Arizonans think more should be done by the stateÔÇÖs education, business and elected leaders to enroll more students in post-secondary education, according to a new poll released by Education Forward Arizona.
ÔÇťArizona voters say that they want more to be done to ensure that a higher share of Arizonans have the opportunity to get that degree or workforce certification,ÔÇŁ said Rich Nickel, the president and CEO of the nonprofit. ÔÇťThree out of four Arizonans say they want this. To me, that sounds like a mandate for action.ÔÇŁ
The poll was conducted to support the bipartisan Achieve60AZ goal, which hopes to add more than 500,000 degrees and certificates by 2030 so that 60% of the stateÔÇÖs population of working adults (between the ages of 25-64) will have a post-secondary certificate, license or degree.
Nickel acknowledged ÔÇťthis is not the flashiest issue,ÔÇŁ but said that ÔÇťthe future of Arizona is literally tied to its educational attainment rate.ÔÇŁ
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He was joined by Dolores Dur├ín-Cerda, interim chancellor of Pima Community College; Shelley Watson, senior vice president and chief operating officer of the Southern Arizona Leadership Council; and Trisha Jean Lane, a third-year student at the University of Arizona, to announce the data.
ÔÇťArizona must address our stateÔÇÖs lagging level of post-secondary degrees and certification attainment, especially for our first generation, underrepresented students,ÔÇŁ Dur├ín-Cerda said. ÔÇťThere are Arizona residents, there are 575,000, who donÔÇÖt have either a high school diploma or a college degree. ItÔÇÖs clear that we have the support of all Arizonans to do this work.ÔÇŁ
The interim chancellor said Pima Community College is working hard to support those students seeking post-secondary education. She cited PCCÔÇÖs recently opened advanced manufacturing building, ÔÇťwhich will help position our graduates for jobs that pay family sustaining wagesÔÇŁ in areas such as advanced manufacturing, robotics and welding.
Additionally, the community college has a ÔÇťPima Fast TrackÔÇŁ initiative, offering technical education, training and industry-recognized certificates that can be completed in as little as four months.
The reason PCC has worked so hard to create these programs, Dur├ín-Cerda said, is because the lack of workers with a post-secondary education has begun to impact Southern ArizonaÔÇÖs economy.
Those points were echoed by Shelley Watson, senior vice president and COO of the Southern Arizona Leadership Council.
ÔÇťArizonaÔÇÖs prosperity depends on a growing economy, and that economy can only grow if we attract more job-creating businesses and those businesses need to fill their positions with qualified candidates,ÔÇŁ she said. ÔÇťFor the existing employers in Arizona, the labor market really remains extremely tight.ÔÇŁ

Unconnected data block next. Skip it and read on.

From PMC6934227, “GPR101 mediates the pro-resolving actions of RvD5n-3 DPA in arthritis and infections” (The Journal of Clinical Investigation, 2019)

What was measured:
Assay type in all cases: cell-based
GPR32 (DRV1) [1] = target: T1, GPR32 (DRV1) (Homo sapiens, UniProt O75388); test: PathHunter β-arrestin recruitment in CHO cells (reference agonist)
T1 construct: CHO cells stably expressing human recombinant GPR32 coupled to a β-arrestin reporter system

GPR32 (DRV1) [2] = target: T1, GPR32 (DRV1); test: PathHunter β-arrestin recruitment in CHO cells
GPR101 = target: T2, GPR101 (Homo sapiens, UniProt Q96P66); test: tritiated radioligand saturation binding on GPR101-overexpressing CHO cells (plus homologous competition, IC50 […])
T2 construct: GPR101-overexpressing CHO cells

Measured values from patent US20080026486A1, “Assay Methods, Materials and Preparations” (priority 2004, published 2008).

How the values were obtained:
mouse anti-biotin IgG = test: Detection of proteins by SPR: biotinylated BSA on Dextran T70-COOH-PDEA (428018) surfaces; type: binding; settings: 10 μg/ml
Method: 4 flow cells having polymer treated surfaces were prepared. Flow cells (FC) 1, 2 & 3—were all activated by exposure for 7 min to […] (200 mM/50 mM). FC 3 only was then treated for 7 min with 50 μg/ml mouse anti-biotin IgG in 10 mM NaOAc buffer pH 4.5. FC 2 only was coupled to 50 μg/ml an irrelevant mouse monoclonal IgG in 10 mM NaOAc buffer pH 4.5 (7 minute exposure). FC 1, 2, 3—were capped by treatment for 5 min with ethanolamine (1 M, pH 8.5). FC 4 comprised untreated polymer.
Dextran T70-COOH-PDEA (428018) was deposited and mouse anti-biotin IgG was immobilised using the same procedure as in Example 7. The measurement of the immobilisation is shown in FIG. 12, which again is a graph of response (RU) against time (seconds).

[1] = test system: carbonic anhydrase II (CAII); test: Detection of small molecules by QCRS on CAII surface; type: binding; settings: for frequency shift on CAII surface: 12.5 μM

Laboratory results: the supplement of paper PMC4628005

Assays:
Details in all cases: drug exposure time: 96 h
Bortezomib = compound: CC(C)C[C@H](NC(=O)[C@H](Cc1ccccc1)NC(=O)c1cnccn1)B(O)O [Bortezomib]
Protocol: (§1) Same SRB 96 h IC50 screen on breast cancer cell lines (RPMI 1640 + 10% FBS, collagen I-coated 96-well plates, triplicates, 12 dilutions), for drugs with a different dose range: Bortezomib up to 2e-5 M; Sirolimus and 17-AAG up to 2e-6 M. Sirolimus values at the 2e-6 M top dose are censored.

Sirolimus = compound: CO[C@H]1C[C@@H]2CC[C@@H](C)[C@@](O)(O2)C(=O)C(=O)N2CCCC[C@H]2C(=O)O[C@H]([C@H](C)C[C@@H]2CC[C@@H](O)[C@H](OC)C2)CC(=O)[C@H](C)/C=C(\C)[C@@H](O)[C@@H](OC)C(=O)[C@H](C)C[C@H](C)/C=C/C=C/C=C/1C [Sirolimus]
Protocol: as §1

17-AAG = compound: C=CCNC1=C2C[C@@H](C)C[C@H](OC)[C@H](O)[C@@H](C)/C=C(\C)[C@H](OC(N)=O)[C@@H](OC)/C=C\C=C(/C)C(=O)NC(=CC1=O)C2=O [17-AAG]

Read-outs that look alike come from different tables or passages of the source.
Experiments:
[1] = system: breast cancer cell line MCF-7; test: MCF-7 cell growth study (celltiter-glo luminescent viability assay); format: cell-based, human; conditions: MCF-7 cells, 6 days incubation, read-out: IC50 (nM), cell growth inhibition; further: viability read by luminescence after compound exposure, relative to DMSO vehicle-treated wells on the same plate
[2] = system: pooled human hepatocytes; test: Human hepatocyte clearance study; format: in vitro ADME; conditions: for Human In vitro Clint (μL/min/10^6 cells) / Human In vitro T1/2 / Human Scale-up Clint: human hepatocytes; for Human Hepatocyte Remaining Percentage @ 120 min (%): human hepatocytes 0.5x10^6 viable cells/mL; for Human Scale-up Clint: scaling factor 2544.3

According to data from the Southern Arizona Leadership Council, ÔÇťnearly two-thirds, or 65%, of jobs are now professional in nature,ÔÇŁ meaning they require some form of education after high school, Watson said.
Yet despite this, the data shows that only 33% of working-age adults in Tucson have a bachelorÔÇÖs degree or higher, she added.
ÔÇťUltimately, weÔÇÖre interested in improving the quality of life for everybody in Southern Arizona,ÔÇŁ Watson said. ÔÇťEducation is not just a tool. Education promotes a higher quality of life.ÔÇŁ
That is especially true for Trisha Jean Lane, a third-year student at the UA who transferred to the university from PCC.
She is in the environmental engineering undergraduate program and an Arizona science, engineering and mathematics peer mentor, as well as an Arizona space grant intern and a McNair Scholar.
ÔÇťNone of this would have been possible without the ability to pursue education after high school,ÔÇŁ she said. ÔÇťGrowing up on the reservation without running water and electricity, I am dedicated to pursuing a PhD that will enable me to work toward innovative solutions for accessible and affordable water treatment processes to bring clean water to rural communities in Arizona and across the globe.ÔÇŁ
College was a ÔÇťgame changer for me,ÔÇŁ she said.
ÔÇťChange the game for others,ÔÇŁ Lane urged. ÔÇťIf you help create more opportunities for learning and training beyond high school, youÔÇÖll be helping to change the lives of individuals, families, communities and the state.ÔÇŁ
Reporter Ellie Wolfe covers higher education for the ├█╠ĎË░¤˝AV and . Contact: email@example.com.